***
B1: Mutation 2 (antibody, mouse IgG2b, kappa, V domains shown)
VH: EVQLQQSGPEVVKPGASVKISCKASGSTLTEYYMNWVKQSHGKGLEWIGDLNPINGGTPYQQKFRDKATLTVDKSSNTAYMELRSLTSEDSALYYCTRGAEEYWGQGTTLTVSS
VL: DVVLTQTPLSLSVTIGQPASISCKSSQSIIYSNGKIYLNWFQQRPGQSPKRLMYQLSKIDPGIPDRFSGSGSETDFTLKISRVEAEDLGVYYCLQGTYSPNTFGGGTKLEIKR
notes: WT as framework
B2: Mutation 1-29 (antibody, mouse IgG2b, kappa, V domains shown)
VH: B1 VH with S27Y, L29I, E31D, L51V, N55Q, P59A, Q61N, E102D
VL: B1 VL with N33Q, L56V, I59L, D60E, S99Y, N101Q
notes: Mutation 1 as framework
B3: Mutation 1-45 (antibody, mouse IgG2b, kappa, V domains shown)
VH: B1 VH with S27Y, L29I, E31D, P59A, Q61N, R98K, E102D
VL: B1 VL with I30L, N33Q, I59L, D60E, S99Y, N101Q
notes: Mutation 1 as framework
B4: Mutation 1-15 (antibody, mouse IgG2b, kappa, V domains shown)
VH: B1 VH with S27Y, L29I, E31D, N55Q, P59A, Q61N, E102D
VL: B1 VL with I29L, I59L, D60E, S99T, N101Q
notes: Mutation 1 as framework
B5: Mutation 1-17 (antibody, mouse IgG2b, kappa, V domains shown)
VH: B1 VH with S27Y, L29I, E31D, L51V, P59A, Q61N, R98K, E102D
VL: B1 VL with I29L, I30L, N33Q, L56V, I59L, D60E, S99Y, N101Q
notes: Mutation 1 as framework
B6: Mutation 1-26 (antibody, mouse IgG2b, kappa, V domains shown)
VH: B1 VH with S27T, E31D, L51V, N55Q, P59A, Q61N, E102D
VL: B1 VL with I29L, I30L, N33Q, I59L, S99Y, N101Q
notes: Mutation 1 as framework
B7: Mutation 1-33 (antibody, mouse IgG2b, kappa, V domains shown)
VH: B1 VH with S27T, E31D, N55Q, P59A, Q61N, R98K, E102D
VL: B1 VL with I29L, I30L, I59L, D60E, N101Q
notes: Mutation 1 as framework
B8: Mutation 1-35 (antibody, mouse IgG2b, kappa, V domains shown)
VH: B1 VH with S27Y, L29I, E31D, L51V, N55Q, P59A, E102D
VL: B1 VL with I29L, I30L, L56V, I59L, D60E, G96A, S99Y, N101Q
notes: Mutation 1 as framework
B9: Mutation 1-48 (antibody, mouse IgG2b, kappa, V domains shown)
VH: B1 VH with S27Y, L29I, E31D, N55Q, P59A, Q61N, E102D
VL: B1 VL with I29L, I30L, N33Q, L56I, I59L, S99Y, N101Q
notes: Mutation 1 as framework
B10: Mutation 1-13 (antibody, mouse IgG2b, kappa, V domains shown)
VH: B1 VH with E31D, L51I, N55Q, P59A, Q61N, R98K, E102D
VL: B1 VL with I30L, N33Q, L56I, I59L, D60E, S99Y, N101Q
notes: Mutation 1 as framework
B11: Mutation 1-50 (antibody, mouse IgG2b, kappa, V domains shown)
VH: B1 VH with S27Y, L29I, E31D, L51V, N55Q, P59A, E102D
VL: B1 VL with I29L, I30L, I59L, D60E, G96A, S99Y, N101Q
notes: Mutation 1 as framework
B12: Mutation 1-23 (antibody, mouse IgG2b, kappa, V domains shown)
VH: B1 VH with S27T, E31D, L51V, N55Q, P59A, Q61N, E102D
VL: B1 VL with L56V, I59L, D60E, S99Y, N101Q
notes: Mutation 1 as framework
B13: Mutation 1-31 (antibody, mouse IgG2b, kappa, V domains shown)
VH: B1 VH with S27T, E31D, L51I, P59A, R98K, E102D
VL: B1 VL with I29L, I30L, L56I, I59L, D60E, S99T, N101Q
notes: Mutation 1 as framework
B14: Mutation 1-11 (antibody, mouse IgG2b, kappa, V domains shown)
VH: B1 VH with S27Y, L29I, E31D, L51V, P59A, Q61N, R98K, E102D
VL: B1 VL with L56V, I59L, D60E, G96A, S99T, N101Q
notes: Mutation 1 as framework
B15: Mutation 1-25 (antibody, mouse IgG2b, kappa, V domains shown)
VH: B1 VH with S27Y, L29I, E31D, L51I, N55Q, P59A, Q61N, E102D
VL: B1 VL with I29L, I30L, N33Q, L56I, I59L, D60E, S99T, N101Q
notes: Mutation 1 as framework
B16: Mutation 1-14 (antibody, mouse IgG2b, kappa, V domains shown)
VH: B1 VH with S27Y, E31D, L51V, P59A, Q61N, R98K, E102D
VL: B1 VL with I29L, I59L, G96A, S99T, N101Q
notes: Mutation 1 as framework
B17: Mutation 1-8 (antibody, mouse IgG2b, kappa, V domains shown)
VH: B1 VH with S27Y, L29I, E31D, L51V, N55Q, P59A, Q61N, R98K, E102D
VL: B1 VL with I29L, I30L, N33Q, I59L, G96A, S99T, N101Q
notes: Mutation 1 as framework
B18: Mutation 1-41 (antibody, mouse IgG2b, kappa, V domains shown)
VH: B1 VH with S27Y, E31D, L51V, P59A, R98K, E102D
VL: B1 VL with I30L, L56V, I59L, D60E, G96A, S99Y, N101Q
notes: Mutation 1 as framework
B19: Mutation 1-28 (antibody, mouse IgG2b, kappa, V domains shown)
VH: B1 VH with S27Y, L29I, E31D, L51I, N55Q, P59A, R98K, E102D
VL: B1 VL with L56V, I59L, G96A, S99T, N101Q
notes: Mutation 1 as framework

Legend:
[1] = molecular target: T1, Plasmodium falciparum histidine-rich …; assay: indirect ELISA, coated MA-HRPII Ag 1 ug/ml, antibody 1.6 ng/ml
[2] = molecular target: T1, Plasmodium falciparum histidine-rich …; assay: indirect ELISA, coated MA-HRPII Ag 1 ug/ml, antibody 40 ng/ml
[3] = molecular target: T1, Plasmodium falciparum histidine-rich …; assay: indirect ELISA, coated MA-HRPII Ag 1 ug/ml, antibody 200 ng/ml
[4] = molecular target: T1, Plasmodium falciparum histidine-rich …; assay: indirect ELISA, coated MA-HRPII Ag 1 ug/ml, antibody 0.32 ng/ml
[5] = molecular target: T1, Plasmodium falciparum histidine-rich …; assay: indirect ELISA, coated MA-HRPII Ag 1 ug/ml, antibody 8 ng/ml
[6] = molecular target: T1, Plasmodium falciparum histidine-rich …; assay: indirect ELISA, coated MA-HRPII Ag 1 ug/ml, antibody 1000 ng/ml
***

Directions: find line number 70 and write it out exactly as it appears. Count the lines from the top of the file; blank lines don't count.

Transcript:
VH: B1 VH with S27Y, E31D, L51V, P59A, R98K, E102D